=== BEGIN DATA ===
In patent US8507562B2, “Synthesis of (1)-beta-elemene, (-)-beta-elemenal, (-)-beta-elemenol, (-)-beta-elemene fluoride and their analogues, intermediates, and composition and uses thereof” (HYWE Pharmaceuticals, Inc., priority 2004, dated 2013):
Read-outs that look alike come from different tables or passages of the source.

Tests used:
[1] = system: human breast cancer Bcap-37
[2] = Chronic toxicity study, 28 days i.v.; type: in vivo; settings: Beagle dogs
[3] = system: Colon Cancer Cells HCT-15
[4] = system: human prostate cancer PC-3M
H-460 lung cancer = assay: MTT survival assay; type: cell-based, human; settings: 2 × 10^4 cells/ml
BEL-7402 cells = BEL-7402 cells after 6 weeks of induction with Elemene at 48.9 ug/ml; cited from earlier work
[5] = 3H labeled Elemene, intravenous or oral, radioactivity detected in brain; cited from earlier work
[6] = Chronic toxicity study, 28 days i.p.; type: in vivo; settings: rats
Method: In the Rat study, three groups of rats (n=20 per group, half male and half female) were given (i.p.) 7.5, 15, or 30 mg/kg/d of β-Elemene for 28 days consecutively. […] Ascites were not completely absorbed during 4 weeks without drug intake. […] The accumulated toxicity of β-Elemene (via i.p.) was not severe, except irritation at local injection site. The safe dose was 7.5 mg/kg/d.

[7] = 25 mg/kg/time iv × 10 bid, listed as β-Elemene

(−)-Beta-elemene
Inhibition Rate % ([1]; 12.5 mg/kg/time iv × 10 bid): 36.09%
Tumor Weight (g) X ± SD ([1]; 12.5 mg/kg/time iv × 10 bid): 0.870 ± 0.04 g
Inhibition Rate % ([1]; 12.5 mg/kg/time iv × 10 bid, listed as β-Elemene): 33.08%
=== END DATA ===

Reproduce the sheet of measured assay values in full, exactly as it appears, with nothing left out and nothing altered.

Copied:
In patent US8507562B2, “Synthesis of (1)-beta-elemene, (-)-beta-elemenal, (-)-beta-elemenol, (-)-beta-elemene fluoride and their analogues, intermediates, and composition and uses thereof” (HYWE Pharmaceuticals, Inc., priority 2004, dated 2013):
Read-outs that look alike come from different tables or passages of the source.

Tests used:
[1] = system: human breast cancer Bcap-37
[2] = Chronic toxicity study, 28 days i.v.; type: in vivo; settings: Beagle dogs
[3] = system: Colon Cancer Cells HCT-15
[4] = system: human prostate cancer PC-3M
H-460 lung cancer = assay: MTT survival assay; type: cell-based, human; settings: 2 × 10^4 cells/ml
BEL-7402 cells = BEL-7402 cells after 6 weeks of induction with Elemene at 48.9 ug/ml; cited from earlier work
[5] = 3H labeled Elemene, intravenous or oral, radioactivity detected in brain; cited from earlier work
[6] = Chronic toxicity study, 28 days i.p.; type: in vivo; settings: rats
Method: In the Rat study, three groups of rats (n=20 per group, half male and half female) were given (i.p.) 7.5, 15, or 30 mg/kg/d of β-Elemene for 28 days consecutively. […] Ascites were not completely absorbed during 4 weeks without drug intake. […] The accumulated toxicity of β-Elemene (via i.p.) was not severe, except irritation at local injection site. The safe dose was 7.5 mg/kg/d.

[7] = 25 mg/kg/time iv × 10 bid, listed as β-Elemene

(−)-Beta-elemene
Inhibition Rate % ([1]; 12.5 mg/kg/time iv × 10 bid): 36.09%
Tumor Weight (g) X ± SD ([1]; 12.5 mg/kg/time iv × 10 bid): 0.870 ± 0.04 g
Inhibition Rate % ([1]; 12.5 mg/kg/time iv × 10 bid, listed as β-Elemene): 33.08%